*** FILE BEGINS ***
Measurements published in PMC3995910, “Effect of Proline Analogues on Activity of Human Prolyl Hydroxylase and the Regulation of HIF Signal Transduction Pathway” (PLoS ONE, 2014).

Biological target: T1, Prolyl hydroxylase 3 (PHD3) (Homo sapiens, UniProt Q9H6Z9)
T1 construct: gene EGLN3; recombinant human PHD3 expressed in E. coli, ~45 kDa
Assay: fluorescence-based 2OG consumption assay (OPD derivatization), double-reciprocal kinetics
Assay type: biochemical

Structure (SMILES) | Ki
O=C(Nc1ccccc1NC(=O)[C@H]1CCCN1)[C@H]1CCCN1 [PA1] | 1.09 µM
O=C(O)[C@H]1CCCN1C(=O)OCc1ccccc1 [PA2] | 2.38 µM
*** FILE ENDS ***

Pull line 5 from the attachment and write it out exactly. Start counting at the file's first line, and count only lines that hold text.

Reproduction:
Assay type: biochemical